Glypican-1 Shows Potential as Pancreatic Cancer Biomarker

The proteoglycan glypican-1 shows promise as a biomarker for detecting and monitoring pancreatic cancer

medwireNews: Cancer-cell-derived circulating exosomes positive for the membrane-anchored proteoglycan glypican-1 (GPC1) could serve as a predictive and prognostic biomarker in pancreatic cancer, suggests research published in Nature.

“These results suggest the use of GPC1+ [circulating exosomes] as a detection and monitoring tool for pancreatic cancer, with an emphasis [on] early detection”, say Raghu Kalluri, from University of Texas MD Anderson Cancer Center in Houston, USA, and colleagues.

Using immunogold transmission electron microscopy and flow cytometry, the researchers showed that GPC1 was expressed specifically on exosomes derived from cancer cells, but not on those with a non-cancerous origin.

And levels of GPC1-positive circulating exosomes were significantly elevated in the serum from all 190 patients with pancreatic ductal adenocarcinoma (PDAC) compared with the 100 healthy controls. By contrast, only 75% of 32 breast cancer patients demonstrated levels of GPC1-positive circulating exosomes higher than healthy controls.

Moreover, serum levels of GPC1-positive circulating exosomes could distinguish five patients with histologically validated pancreatic cancer precursor lesions (PCPL) from not only the healthy controls, but also the 26 patients with benign pancreatic disease, either pancreatitis or cystic adenoma.

Area under the receiver operating characteristic curve analysis showed that GPC1-positive circulating exosomes could differentiate patients with stage I to IV PDAC from those with benign pancreatic disease and healthy controls with “near perfect” accuracy. The biomarker had sensitivity, specificity, positive and negative predictive values of 100%.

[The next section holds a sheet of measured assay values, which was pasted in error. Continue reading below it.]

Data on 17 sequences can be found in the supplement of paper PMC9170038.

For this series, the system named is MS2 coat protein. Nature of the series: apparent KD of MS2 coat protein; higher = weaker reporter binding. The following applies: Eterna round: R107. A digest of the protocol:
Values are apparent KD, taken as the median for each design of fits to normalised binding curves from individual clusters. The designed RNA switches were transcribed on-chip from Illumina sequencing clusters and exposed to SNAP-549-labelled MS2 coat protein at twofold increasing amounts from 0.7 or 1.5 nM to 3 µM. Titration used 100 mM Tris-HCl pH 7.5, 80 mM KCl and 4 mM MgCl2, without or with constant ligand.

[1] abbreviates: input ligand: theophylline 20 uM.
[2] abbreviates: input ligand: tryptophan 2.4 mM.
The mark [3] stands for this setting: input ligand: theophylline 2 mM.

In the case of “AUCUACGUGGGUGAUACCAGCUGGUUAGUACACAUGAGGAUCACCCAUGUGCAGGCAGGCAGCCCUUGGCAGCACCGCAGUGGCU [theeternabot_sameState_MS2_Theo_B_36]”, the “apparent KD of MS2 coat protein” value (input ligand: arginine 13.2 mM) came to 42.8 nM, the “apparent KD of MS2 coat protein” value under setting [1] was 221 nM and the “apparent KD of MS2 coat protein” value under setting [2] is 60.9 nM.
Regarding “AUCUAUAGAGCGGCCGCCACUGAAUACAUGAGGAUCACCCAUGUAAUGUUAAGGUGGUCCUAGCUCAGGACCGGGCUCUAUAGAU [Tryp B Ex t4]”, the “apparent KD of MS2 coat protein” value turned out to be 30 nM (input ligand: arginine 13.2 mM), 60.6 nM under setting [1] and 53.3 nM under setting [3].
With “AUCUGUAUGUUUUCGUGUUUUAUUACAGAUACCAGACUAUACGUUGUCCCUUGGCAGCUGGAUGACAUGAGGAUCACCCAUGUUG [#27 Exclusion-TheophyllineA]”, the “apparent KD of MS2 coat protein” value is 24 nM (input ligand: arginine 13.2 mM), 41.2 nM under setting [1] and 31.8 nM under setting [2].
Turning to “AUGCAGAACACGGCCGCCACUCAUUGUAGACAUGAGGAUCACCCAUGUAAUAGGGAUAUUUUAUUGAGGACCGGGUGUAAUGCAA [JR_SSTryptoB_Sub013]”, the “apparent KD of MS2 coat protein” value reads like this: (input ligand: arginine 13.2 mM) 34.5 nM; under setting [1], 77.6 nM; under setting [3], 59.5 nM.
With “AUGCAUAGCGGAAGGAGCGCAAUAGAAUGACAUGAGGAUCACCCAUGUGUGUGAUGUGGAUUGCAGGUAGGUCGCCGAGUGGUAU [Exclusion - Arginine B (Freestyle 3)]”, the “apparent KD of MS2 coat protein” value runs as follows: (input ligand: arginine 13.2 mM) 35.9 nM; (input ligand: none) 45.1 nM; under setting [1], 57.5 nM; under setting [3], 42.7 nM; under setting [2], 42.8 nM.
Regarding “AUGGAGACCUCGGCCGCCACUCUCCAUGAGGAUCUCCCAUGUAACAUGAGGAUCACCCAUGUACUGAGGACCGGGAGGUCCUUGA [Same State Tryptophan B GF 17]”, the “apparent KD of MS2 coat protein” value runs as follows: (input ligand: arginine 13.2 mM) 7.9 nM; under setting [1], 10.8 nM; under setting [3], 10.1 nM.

Among 29 PDAC and four PCPL patients who underwent surgical resection, the serum levels of GPC1-positive circulating exosomes decreased significantly post-surgery in all but one PDAC patient and in all PCPL patients.

Participants with an above-median decrease in the level of GPC1-positive circulating exosomes had significantly better overall and disease-specific survival than those with a below-median decrease, at 26.2 versus 15.5 months and 27.7 versus 15.5 months, respectively.

Raghu Kalluri et al reiterate that GPC-1 positive circulating exosomes are a “reliable biomarker”, offering “the possibility for early detection of pancreatic cancer and help in designing potential curative surgical options”.

In a statement to the press, however, Paul Pharoah, from the University of Cambridge in UK, highlighted the preliminary nature of the findings, drawing attention to the “very small” sample size and pointing out that, as all five patients with early pancreatic cancer had symptomatic disease, “there is no evidence that the GPC1 positive exosomes would be present before symptoms develop”.

He concluded: “[T]his paper reports some intriguing findings, but they are preliminary and much more data will be needed to demonstrate that GPC1 positive exosomes can be used as a useful biomarker for the early detection of pancreas cancer or for guiding treatment in patients with pancreas cancer.”


Melo SA, Luecke LB, Kahlert C, et al. Glypican-1 identifies cancer exosomes and detects early pancreatic cancer.Nature 2015; Advance online publication 24 June. doi:10.1038/nature14581

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